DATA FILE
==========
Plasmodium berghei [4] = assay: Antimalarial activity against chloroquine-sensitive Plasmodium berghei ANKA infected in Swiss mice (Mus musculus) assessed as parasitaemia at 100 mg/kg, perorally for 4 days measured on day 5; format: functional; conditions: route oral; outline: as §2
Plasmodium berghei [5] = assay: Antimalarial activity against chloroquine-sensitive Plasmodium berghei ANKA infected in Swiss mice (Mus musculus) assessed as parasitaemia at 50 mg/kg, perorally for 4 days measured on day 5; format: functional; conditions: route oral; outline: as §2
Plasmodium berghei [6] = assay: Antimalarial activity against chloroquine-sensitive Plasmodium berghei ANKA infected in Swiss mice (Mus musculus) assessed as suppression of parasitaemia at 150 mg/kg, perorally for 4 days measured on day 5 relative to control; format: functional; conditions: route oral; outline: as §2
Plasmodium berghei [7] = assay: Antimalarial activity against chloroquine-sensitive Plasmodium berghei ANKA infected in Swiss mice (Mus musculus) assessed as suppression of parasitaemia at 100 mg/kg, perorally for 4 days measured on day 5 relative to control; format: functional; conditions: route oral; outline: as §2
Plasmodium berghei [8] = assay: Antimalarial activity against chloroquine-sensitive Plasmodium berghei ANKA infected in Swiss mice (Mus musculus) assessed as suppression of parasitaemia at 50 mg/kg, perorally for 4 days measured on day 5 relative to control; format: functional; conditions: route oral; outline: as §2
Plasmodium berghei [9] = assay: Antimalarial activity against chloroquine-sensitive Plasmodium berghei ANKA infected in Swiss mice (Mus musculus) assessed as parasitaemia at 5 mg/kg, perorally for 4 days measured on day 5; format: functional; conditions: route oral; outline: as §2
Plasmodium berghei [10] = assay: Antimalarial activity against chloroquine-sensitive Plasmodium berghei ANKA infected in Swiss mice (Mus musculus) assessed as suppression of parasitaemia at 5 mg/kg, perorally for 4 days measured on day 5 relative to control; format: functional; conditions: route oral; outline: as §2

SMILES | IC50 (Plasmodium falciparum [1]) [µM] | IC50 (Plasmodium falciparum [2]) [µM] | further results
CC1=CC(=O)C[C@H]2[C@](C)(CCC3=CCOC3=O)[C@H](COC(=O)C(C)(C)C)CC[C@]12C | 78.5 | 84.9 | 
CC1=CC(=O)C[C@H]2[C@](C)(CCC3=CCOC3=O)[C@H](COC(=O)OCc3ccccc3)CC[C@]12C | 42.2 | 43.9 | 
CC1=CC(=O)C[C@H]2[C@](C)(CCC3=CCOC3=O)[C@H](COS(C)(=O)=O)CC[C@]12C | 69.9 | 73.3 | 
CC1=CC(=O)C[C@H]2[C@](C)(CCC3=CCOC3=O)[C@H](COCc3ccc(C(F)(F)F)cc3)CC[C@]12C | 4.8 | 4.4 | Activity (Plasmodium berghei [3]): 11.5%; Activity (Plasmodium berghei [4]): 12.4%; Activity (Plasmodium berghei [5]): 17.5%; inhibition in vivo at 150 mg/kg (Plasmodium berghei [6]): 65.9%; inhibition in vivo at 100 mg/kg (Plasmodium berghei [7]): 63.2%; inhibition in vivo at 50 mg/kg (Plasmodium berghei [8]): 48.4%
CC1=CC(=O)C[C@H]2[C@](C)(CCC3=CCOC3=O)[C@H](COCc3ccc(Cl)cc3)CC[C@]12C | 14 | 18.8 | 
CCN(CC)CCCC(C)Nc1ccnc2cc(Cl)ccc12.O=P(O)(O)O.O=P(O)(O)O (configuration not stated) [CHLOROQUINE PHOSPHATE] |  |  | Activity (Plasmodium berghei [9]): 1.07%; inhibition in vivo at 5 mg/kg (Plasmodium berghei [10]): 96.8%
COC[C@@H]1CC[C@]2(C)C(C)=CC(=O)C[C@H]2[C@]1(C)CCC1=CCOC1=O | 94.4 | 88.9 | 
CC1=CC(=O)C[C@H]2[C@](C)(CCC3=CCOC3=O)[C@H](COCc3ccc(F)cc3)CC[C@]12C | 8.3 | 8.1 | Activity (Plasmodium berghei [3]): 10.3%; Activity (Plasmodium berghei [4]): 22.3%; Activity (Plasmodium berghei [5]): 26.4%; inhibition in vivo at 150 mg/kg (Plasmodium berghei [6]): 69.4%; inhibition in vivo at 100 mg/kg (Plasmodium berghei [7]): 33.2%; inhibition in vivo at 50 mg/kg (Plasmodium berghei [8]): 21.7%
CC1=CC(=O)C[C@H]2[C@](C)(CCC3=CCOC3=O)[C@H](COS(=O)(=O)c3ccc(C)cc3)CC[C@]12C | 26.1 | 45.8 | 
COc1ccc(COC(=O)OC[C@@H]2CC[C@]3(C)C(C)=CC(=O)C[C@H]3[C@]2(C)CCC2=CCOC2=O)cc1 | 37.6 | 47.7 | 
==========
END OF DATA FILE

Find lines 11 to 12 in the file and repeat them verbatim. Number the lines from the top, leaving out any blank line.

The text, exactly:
CC1=CC(=O)C[C@H]2[C@](C)(CCC3=CCOC3=O)[C@H](COS(C)(=O)=O)CC[C@]12C | 69.9 | 73.3 | 
CC1=CC(=O)C[C@H]2[C@](C)(CCC3=CCOC3=O)[C@H](COCc3ccc(C(F)(F)F)cc3)CC[C@]12C | 4.8 | 4.4 | Activity (Plasmodium berghei [3]): 11.5%; Activity (Plasmodium berghei [4]): 12.4%; Activity (Plasmodium berghei [5]): 17.5%; inhibition in vivo at 150 mg/kg (Plasmodium berghei [6]): 65.9%; inhibition in vivo at 100 mg/kg (Plasmodium berghei [7]): 63.2%; inhibition in vivo at 50 mg/kg (Plasmodium berghei [8]): 48.4%